My thoughts on Guinea fowl

Discussion in 'Guinea Fowl' started by woodmort, Jan 15, 2015.

  1. woodmort

    woodmort Chillin' With My Peeps

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    Oxford NY
    While I could post this on the section for Guineas, I'm putting it here for the education of you all.

    If you're looking up the definition of "birdbrain" in the dictionary I'm sure it'll show a picture of a guinea fowl. I have 16 of them, 13 are snug, warm and dry in the chicken coop but the other 3 have insisted on roosting in the top of a tall tree for the last 3 days. Their reason: in order to get back in the coop they'll have to walk in the snow--there is about 5 inches on the ground.


    Now, normally, I don't let the birds out this time of year but a couple ducked out when I was filling the waterers a couple of days ago so I opened the pop door. The guineas saw the snow on the ground and immediately flew into the trees and stayed there. 10 came back in that night--in a couple of cases with my herding them in--but the rest stayed out. The next night another 3 came in at dark but the last three held out during nights when the temperatures went to 20 below.


    After 4 nights it seems all are in as I don't see any in the trees this am. Of course they could have been taken by a horned owl or frozen and fallen to the ground. I'll check today, but with 16 birds milling around in and out of the flock of chickens, it is tough to get an accurate count.

     
    Last edited: Jan 15, 2015
  2. sourland

    sourland Broody Magician Premium Member

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    Guinea fowl have never been the barnyard class valedictorians.
     
  3. CelticGoose

    CelticGoose Out Of The Brooder

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    Good luck with your fowl. That is such a rotten deal and I totally could see that happening on my farm.
     
  4. woodmort

    woodmort Chillin' With My Peeps

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    Jul 6, 2010
    Oxford NY
    I think they're all in but the only way I can be absolutely sure is wait until dark and count them on the roost--it is a 100-yd hike, through snow and single digit temps so nothing I really anxious to do. This afternoon I found one sitting on top of the woodpile. Normally they run or fly from me but he/she allowed me to pick him/her up and cradle it until I returned it to the coop. After 6 days I guess that was enough time to be out.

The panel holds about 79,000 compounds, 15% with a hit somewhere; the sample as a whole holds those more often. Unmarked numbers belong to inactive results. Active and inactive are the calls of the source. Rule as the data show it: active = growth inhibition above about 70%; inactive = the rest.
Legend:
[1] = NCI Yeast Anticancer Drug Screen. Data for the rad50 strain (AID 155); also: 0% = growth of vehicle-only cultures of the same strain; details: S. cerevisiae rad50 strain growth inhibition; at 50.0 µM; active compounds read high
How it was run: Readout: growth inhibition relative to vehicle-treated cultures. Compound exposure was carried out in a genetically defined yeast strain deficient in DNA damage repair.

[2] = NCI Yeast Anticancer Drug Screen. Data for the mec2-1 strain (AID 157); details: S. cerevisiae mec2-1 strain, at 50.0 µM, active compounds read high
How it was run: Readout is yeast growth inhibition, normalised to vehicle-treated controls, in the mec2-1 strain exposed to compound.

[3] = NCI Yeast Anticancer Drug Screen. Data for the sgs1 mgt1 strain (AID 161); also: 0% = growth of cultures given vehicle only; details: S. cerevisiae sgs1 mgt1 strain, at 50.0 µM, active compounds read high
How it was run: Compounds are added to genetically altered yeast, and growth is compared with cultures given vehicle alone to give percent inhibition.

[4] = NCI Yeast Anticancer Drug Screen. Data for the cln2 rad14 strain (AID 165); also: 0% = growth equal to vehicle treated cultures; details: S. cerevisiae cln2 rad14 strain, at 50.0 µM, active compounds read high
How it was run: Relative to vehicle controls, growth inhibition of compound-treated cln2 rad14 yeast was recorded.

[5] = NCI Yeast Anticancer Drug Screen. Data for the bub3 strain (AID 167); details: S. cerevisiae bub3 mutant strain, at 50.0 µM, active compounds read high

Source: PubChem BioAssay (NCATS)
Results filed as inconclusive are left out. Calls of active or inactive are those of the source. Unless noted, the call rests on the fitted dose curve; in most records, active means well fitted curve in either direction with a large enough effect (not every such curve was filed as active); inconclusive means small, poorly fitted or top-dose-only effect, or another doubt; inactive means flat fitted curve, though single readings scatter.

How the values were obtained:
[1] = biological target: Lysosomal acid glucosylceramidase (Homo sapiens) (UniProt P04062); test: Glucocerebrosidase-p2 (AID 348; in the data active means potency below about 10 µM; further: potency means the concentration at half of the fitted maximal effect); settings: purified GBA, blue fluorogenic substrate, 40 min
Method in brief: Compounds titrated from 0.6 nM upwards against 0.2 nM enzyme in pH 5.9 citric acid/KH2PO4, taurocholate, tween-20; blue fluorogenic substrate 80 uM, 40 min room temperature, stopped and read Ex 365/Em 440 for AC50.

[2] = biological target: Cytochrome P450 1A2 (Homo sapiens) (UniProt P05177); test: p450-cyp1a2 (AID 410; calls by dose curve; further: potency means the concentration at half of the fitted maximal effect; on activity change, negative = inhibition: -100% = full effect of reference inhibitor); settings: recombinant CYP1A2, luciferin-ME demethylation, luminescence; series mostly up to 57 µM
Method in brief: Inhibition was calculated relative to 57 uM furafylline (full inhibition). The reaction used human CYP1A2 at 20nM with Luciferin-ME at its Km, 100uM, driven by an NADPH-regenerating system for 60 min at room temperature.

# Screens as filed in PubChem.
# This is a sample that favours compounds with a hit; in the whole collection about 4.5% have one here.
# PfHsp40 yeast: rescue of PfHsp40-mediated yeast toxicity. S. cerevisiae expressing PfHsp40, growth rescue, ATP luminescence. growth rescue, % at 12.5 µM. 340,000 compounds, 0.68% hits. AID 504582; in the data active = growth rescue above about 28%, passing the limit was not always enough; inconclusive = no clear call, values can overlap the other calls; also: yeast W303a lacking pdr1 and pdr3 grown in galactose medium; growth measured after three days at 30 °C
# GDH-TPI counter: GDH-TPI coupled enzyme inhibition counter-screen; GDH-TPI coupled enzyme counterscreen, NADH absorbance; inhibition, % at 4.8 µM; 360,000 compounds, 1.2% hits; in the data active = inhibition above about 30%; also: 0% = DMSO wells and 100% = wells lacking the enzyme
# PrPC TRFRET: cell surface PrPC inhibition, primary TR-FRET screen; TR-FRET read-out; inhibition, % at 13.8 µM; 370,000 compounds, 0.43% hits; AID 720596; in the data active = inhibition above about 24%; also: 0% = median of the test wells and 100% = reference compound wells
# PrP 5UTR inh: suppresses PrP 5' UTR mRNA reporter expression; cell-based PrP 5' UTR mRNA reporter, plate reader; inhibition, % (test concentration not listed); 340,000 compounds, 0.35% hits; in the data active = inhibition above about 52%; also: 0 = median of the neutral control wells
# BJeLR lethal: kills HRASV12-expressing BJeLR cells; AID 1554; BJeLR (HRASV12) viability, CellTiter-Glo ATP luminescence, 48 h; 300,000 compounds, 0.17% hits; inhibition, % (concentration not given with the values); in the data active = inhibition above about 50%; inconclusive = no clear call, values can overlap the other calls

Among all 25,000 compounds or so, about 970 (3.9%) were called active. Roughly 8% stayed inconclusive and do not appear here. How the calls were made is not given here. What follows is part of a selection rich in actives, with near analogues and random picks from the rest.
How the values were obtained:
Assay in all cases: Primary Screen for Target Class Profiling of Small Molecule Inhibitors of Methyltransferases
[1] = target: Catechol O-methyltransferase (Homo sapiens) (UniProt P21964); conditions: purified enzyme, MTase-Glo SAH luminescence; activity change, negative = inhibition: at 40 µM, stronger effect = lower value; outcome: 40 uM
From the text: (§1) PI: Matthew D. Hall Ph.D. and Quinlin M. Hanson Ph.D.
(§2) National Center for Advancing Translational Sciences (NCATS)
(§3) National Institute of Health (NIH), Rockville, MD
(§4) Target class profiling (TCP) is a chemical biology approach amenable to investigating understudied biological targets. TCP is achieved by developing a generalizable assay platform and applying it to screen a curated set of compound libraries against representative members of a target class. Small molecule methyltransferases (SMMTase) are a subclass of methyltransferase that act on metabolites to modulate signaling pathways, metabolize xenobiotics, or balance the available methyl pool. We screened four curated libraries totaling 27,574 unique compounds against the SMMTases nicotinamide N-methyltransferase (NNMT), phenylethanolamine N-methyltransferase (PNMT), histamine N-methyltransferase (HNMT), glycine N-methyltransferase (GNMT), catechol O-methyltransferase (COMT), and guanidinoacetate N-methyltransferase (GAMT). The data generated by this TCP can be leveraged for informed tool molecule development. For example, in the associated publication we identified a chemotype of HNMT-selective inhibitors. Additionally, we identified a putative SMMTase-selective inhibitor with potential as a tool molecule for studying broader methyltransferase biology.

5. CelticGoose

    CelticGoose Out Of The Brooder

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    6 days feels like a good time to give up. Smart guineas after all!
     
  6. mkeawsh

    mkeawsh Woody Hollow

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    I have 8 guineas and they will wander into the chicken house and tractors during the day but not all at once and they do not want to stay. I keep a barn door open in hopes every night that they will make the decision to at least roost on the beams in there but that is very rare. A couple weeks ago when it was in the single digits with the wind chill below zero, they all flew up into their favorite tree right out side the chicken house for the night. I expected to find guinea 'cicles the next morning. Nope! Last month when we had sleet and freezing rain, they were up there again. I can not make mine go in the barn, so I just have to wait every night to see what their decision is and 99% of the time they are in that tree. I have a Night Guard flashing into the sky so I don't worry about owls. Even though my GP barks at the owls calls every night, they don't get near the tree. And raccoons don't get near the chicken house, tractors or the trees. I have at least one flashing in each directions at their eye level.
    Guineas are by nature from a warm climate - right?
     
    Last edited: Jan 17, 2015

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